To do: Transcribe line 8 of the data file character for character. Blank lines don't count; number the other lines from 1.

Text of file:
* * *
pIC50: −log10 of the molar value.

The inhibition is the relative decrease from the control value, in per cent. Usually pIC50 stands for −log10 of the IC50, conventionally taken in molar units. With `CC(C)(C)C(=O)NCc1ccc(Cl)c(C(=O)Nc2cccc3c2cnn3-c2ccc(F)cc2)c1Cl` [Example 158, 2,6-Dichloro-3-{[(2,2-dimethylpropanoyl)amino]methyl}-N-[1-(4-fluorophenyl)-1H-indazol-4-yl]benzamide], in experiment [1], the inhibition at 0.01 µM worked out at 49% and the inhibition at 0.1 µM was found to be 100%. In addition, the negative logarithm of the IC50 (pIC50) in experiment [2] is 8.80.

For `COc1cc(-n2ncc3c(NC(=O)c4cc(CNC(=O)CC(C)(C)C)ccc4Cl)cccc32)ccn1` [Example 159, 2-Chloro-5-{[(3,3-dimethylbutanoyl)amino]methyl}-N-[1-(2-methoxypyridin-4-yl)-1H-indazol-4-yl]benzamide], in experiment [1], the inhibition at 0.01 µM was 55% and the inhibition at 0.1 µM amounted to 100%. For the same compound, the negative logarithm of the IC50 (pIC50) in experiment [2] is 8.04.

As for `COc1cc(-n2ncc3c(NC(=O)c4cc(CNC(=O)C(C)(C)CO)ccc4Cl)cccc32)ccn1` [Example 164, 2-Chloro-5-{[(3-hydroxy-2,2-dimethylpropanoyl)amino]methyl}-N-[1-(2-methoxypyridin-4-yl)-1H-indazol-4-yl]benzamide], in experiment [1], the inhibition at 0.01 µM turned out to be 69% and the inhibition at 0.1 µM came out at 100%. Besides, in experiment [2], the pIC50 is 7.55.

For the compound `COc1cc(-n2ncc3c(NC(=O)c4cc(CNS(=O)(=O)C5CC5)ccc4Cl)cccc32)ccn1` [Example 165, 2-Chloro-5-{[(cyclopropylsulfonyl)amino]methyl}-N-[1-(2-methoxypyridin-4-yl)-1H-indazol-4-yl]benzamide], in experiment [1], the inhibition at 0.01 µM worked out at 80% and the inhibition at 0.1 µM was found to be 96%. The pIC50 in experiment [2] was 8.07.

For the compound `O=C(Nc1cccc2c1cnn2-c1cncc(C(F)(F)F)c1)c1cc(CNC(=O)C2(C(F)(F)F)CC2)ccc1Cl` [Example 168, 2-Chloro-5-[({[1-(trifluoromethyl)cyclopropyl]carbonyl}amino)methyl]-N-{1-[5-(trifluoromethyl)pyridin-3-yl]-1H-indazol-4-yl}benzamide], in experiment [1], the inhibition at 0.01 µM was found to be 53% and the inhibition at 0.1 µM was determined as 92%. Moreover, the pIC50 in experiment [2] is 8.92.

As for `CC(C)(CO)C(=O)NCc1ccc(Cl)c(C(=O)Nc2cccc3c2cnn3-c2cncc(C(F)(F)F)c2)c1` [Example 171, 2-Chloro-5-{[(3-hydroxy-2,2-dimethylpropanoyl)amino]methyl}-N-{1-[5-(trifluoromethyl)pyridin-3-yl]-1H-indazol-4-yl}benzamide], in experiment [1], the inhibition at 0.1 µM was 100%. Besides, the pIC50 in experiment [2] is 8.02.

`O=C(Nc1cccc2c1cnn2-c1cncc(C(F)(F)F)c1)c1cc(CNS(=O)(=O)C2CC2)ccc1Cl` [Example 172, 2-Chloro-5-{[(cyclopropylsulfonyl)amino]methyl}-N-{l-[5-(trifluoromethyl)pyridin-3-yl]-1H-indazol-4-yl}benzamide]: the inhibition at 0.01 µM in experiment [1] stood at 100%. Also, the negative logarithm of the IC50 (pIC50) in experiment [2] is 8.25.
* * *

`O=C(Nc1cccc2c1cnn2-c1cncc(C(F)(F)F)c1)c1cc(CNS(=O)(=O)C2CC2)ccc1Cl` [Example 172, 2-Chloro-5-{[(cyclopropylsulfonyl)amino]methyl}-N-{l-[5-(trifluoromethyl)pyridin-3-yl]-1H-indazol-4-yl}benzamide]: the inhibition at 0.01 µM in experiment [1] stood at 100%. Also, the negative logarithm of the IC50 (pIC50) in experiment [2] is 8.25.